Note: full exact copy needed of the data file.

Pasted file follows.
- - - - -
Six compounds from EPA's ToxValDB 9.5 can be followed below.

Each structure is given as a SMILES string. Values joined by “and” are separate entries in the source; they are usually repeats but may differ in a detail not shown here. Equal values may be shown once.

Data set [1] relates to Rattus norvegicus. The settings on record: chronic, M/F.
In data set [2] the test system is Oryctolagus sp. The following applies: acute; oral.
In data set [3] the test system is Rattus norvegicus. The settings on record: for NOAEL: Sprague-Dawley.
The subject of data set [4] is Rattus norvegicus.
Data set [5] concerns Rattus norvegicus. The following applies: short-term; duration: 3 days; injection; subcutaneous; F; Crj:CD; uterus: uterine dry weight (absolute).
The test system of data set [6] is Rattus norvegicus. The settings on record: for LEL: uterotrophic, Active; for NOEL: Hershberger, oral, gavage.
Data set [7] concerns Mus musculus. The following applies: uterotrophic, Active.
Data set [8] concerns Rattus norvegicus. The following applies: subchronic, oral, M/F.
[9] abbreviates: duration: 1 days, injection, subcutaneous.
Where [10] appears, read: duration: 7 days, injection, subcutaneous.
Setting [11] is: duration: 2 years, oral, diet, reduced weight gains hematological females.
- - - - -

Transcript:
Six compounds from EPA's ToxValDB 9.5 can be followed below.

Each structure is given as a SMILES string. Values joined by “and” are separate entries in the source; they are usually repeats but may differ in a detail not shown here. Equal values may be shown once.

Data set [1] relates to Rattus norvegicus. The settings on record: chronic, M/F.
In data set [2] the test system is Oryctolagus sp. The following applies: acute; oral.
In data set [3] the test system is Rattus norvegicus. The settings on record: for NOAEL: Sprague-Dawley.
The subject of data set [4] is Rattus norvegicus.
Data set [5] concerns Rattus norvegicus. The following applies: short-term; duration: 3 days; injection; subcutaneous; F; Crj:CD; uterus: uterine dry weight (absolute).
The test system of data set [6] is Rattus norvegicus. The settings on record: for LEL: uterotrophic, Active; for NOEL: Hershberger, oral, gavage.
Data set [7] concerns Mus musculus. The following applies: uterotrophic, Active.
Data set [8] concerns Rattus norvegicus. The following applies: subchronic, oral, M/F.
[9] abbreviates: duration: 1 days, injection, subcutaneous.
Where [10] appears, read: duration: 7 days, injection, subcutaneous.
Setting [11] is: duration: 2 years, oral, diet, reduced weight gains hematological females.